All this may sound like there is little that governments can do to stimulate investment. But this is far from the truth. There is not only private, but also public investment. In the 1930s, public investment projects were used on a massive scale to revitalise the economy. However, today there is great reluctance to do so. Indeed, the IMF and the OECD are eager to push governments to turn to a more restrictive policy. Now with the shock of the imminent collapse over, business is returning to normal – and this means a small state. As if nothing had happened in the past two years! Much of this approach is a legacy of the neoliberal domination that has preached the superiority of private investment over public activity. But the near-meltdown of the financial sector in the 2008 should have made it clear that the private capitalist sector does not possess the miraculous properties of efficiency. Sure, governments often fall prey to corruption and may serve petty interests, but so does the private sector. Remember Bernard Madoff? Or Enron?
How should public investment be financed? Of course the largest demand effect will arise if government expenditures are credit financed. However this will also increase public debt. If expenditures are financed by raising taxes, ways to do so in a progressive manner include closing tax havens, establishing wealth taxes and a financial transactions tax. All of these could raise substantial amounts without negative effects on demand. Closing overseas tax havens has been estimated to have the capacity to generate global additional revenues of US$100-billion (Cavanagh et al 2009). A recent study found that a (worldwide) financial transactions tax of 0.1% would raise about 1.5% of world GDP (Schulmeister et al 2008).
Thus the pragmatic question should be whether there is a material need for investment projects in public infrastructure that the private sector is unlikely to provide. And the answer is a clear yes. From modernising (or building) public transportation to investing in energy-saving technology and from spending on education to housing projects, there are plenty of areas where the social return to public investment is large enough to justify spending. Now is the time.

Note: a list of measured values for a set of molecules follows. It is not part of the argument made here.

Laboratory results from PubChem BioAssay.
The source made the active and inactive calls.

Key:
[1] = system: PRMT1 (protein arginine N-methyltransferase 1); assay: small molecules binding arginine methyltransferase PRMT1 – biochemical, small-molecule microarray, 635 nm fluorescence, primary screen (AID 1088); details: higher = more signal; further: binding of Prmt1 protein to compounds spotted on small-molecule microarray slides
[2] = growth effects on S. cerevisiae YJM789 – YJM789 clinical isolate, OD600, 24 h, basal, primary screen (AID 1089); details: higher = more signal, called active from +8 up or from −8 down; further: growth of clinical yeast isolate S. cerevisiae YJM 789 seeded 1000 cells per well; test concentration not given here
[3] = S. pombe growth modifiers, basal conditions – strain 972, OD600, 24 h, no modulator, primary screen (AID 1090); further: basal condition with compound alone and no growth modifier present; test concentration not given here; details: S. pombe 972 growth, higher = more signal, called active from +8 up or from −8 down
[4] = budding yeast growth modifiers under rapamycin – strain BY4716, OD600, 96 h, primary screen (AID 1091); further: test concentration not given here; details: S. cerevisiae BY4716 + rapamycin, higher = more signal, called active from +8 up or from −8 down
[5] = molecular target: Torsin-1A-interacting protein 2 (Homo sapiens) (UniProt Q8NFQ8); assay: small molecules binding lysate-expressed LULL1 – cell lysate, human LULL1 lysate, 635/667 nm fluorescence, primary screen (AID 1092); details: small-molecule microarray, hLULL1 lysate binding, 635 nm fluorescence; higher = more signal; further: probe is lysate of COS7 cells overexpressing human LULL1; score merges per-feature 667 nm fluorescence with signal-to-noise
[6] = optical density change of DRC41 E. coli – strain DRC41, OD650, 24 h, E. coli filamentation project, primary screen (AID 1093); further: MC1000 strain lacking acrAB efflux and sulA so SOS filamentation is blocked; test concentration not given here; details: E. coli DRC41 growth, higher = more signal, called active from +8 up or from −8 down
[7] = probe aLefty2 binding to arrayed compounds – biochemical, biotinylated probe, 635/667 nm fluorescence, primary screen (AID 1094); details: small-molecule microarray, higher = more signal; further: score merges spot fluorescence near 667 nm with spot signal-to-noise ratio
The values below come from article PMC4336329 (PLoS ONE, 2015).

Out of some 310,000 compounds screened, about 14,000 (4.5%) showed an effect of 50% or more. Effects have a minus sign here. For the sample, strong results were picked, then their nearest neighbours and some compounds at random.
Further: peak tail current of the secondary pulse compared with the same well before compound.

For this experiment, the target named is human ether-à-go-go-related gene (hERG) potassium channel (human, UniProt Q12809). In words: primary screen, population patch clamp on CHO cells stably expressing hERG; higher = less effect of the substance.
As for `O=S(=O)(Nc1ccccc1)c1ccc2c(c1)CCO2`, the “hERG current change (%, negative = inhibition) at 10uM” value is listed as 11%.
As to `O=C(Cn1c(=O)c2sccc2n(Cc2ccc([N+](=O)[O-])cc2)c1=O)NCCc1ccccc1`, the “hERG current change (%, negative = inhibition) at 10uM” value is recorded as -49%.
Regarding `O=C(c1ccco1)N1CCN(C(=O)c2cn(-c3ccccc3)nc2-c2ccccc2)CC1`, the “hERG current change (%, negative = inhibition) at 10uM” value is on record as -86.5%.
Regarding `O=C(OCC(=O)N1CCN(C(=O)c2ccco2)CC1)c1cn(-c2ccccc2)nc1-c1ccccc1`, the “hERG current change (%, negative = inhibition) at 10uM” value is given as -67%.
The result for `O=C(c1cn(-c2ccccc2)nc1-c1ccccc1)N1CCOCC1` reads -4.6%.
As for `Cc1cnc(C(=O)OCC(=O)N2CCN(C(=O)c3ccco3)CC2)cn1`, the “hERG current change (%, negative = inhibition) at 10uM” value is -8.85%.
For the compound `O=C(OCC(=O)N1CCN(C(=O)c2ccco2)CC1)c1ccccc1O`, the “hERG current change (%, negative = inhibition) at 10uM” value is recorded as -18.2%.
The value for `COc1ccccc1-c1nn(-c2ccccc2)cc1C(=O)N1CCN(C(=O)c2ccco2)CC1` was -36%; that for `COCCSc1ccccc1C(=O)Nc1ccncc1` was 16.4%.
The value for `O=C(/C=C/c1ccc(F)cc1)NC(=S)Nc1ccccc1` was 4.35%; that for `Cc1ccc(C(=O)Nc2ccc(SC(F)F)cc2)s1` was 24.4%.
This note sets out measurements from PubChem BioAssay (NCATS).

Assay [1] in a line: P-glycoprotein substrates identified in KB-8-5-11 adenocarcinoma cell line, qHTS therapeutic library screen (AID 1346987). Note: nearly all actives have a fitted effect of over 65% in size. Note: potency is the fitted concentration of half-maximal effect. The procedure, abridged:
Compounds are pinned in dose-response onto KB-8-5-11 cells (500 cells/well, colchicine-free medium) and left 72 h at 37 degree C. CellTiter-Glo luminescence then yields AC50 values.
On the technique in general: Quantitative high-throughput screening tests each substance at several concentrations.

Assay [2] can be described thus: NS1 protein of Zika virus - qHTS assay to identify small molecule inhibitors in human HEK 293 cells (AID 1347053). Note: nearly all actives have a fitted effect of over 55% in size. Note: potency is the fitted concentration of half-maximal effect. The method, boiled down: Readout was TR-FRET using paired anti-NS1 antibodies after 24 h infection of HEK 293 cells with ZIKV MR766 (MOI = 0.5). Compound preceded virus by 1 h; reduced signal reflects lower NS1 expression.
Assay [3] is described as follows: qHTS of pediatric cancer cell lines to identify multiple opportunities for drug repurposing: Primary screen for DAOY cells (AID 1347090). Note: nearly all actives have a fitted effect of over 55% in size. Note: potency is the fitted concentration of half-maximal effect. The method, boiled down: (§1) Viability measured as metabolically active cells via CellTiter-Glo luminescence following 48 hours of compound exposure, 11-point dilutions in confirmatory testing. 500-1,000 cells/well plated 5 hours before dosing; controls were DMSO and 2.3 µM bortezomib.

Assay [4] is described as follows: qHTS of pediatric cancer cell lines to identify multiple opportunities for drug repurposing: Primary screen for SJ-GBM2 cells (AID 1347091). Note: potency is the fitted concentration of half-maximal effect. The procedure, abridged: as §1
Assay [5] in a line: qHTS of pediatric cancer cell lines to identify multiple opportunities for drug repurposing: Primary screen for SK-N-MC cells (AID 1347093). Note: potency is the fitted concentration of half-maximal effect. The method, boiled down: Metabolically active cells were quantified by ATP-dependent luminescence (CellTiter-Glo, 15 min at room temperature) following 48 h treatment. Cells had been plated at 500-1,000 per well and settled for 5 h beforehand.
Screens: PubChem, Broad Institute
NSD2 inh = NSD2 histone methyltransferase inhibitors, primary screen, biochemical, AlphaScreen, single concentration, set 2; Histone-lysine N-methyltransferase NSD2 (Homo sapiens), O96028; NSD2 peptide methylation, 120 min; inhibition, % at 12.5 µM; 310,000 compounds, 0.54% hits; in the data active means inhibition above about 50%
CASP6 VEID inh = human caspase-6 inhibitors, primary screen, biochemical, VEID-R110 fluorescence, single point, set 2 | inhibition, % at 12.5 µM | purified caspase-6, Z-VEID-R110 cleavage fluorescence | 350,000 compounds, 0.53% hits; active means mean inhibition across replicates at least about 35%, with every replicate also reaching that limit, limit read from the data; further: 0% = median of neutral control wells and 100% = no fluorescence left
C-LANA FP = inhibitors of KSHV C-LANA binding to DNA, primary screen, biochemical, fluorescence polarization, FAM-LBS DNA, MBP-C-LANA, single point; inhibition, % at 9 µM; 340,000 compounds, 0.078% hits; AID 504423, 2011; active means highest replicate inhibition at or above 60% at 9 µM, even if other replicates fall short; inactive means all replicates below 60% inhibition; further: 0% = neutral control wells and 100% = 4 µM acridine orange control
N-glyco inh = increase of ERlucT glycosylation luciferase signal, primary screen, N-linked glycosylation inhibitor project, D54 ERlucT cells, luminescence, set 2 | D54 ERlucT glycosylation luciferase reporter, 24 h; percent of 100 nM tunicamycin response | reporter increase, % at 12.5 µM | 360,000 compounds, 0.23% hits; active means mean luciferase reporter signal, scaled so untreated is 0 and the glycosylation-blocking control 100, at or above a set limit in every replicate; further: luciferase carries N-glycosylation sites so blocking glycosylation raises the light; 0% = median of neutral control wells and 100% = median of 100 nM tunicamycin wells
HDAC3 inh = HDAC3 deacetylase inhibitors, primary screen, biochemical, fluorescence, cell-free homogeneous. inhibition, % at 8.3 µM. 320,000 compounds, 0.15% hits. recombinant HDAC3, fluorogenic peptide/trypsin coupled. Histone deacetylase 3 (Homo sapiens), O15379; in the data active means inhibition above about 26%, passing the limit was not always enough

Further readings and references:
Further readings and references:
Cavanagh, J, Collins, C, Goldberg, A, Pizzigati S. (2009): Reversing the Great Tax Shift: Seven Steps to Finance Our Economic Recovery Fairly http://www.ips-dc.org/getfile.php?id=356
Jetin, B, Denys, L, 2005. Ready for implementation. Technical and legal aspects of a currency transaction tax and its implementation in the EU. Berlin: WEED http://www2.weed-online.org/uploads/CTT_Ready_for_Implementation.pdf
Pollin, Robert, Heintz, James, Garrett-Peltier, Heidi, 2009. The Economic Benefits of Investing in Clean Energy. June 2009. http://www.americanprogress.org/issues/2009/06/pdf/peri_report.pdf
Schulmeister, Stephan, Schratzenstaller, Margit, Picek, Oliver, 2008. A General Financial Transaction Tax: Source of Finance and Enhancement of Financial Stability. Presentation at the European Parliament in Brussels on April 16, 2008 http://firstname.lastname@example.org
Stockhammer, E, Onaran, Ö, Ederer, S. 2009. Functional income distribution and aggregate demand in the Euro area. Cambridge Journal of Economics 33 (1): 139-159. The working paper version can be downloaded at http://www.wu-wien.ac.at/inst/vw1/papers/wu-wp102.pdfDownload this article as pdf
Engelbert Stockhammer is working at the Vienna University of Economics and Business. His research interests include macroeconomics, income distribution, financial systems. He recently wrote "The Rise of Unemployment in Europe" (Elgar 2004) and "Wither Mainstream Economics?" (co-editor, Metropolis 2009).